There's a lot more to say about all of that, but I'd rather fast forward to last week when I listened to Glennon Doyle and Amanda Doyle interview Dr. Jen Gunter about menopause. They took questions phoned in from listeners. A woman called in and mentioned "burning mouth syndrome" in her list of strange menopause symptoms.
Burning Mouth Syndrome?! WHAT IS BURNING MOUTH SYNDROME? I desperately needed to know.
Why? Because: From about Summer 2016 through the first part of 2017, I was 42-ish, and my lips were on fire. They had become alien. Mysteriously, they turned raw and burned from the moment I woke up until the moment I went to sleep. They peeled and scabbed. I got an expensive allergy test that told me I was allergic to apples, acetaminophen, quinoa, and hazelnuts. I ate bland gruel for weeks trying to expel whatever toxin in my body had exploded from my lips. When diet elimination didn't work, I decided I had grown addicted to lip balm and Aquaphor, so I stopped using it. Everything got worse. For a while, it hurt to open my mouth. I chugged fish oil. The only things that helped were ice cubes and raw honey.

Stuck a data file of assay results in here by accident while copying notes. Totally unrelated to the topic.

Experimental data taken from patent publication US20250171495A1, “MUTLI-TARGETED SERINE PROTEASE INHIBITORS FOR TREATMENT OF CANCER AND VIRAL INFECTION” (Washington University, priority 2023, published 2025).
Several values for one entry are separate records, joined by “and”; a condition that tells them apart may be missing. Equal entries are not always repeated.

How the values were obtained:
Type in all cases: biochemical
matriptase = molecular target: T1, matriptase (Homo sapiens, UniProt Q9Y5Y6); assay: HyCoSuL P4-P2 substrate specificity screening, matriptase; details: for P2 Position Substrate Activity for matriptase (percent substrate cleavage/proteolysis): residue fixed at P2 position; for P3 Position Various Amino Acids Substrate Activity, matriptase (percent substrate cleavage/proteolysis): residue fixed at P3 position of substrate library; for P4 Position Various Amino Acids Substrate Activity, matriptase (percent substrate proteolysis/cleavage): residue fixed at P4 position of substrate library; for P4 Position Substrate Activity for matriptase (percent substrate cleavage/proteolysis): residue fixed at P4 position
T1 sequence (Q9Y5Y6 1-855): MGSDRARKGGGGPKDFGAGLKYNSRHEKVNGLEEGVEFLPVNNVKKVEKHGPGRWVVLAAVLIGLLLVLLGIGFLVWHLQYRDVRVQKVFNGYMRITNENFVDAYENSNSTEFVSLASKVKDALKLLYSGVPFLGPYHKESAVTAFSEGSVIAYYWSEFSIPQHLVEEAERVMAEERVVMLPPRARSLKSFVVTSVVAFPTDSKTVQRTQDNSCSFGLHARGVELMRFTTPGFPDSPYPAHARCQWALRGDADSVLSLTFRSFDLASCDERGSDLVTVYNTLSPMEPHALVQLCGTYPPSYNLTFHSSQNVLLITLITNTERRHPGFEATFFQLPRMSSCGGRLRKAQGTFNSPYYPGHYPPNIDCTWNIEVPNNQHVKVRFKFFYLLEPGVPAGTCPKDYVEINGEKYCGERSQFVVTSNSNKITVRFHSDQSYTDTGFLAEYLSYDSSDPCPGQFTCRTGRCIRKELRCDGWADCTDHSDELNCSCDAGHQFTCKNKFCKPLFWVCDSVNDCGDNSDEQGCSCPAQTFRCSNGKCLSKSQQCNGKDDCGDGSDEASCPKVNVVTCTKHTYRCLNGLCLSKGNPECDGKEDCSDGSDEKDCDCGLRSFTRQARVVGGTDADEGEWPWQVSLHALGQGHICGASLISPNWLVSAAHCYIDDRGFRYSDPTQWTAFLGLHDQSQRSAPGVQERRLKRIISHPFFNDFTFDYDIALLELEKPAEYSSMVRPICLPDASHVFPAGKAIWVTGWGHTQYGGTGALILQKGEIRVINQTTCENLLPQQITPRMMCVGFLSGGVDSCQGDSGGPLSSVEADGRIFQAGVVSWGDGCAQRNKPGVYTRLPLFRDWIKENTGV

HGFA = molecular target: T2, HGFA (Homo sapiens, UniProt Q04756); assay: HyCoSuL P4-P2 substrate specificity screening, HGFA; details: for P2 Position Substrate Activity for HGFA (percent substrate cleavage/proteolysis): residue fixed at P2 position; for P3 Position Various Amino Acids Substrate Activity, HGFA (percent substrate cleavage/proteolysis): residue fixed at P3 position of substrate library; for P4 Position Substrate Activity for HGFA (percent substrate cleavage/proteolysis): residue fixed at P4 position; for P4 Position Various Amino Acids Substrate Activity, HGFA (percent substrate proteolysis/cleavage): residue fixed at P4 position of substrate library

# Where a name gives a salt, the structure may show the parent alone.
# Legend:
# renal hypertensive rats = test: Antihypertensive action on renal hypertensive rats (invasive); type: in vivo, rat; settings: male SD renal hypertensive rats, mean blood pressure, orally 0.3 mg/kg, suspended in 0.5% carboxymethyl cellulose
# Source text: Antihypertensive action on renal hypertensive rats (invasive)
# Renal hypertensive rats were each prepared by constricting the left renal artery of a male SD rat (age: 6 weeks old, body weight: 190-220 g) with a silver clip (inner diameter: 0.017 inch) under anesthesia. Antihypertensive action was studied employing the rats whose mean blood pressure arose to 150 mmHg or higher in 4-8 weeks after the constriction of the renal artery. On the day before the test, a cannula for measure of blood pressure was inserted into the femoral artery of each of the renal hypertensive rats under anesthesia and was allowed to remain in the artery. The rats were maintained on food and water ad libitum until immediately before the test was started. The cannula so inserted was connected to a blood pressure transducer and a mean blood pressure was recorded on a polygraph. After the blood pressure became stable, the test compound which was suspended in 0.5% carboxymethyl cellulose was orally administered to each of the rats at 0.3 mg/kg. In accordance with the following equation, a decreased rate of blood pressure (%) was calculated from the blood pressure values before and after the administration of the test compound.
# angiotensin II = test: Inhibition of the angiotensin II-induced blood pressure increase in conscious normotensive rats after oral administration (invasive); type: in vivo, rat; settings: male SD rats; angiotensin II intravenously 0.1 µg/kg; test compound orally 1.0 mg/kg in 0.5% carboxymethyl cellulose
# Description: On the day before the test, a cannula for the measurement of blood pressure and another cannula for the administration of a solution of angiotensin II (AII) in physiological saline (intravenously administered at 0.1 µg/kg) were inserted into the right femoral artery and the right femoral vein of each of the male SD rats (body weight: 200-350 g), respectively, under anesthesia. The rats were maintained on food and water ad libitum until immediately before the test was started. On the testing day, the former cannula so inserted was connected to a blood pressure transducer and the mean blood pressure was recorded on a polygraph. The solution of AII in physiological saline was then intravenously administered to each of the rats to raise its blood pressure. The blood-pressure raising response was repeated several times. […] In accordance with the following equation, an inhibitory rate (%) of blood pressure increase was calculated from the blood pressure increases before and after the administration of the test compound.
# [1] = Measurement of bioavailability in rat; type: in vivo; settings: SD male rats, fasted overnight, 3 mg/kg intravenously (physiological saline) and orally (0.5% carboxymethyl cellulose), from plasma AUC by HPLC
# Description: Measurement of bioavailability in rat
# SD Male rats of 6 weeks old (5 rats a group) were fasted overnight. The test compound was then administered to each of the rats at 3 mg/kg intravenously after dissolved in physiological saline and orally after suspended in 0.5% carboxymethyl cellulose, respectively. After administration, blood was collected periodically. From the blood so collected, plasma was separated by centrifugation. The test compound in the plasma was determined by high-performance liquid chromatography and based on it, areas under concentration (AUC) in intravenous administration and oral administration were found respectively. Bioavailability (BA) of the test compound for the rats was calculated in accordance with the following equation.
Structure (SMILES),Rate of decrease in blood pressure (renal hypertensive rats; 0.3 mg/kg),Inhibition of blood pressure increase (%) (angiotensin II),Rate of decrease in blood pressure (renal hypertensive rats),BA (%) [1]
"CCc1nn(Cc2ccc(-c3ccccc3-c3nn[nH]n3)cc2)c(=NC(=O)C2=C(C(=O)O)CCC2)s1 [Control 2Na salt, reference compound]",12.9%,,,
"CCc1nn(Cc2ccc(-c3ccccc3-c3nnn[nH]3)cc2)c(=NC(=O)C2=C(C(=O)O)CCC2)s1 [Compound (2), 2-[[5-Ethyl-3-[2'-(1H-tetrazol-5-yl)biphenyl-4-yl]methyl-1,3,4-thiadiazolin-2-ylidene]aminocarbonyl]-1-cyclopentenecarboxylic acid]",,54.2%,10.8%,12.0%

I never got any answers. After almost a year, it just went away.
So... Burning mouth syndrome? I looked it up while waiting for my son in the school parking lot. It's a chronic condition of burning or scalding on any part of the mouth, including the lips. And it can be linked to auto-immune disorders and menopause.
Six years after-the-fact, I had my answer. Duh.
I've mentioned it in this blog before in passing, but I hit menopause at the age of 43, meaning, I had my last real period at the age of 43. In case you didn't know, the typical age is 50-52. So... 43 is pretty damn early. It's only now that I'm piecing it all together. My body is still morphing and adjusting and spinning. Sometimes I don't even recognize it. Sometimes I feel absolutely out of my skin. And I want to talk about it. And I want to not care if it bugs you that I'm talking about it.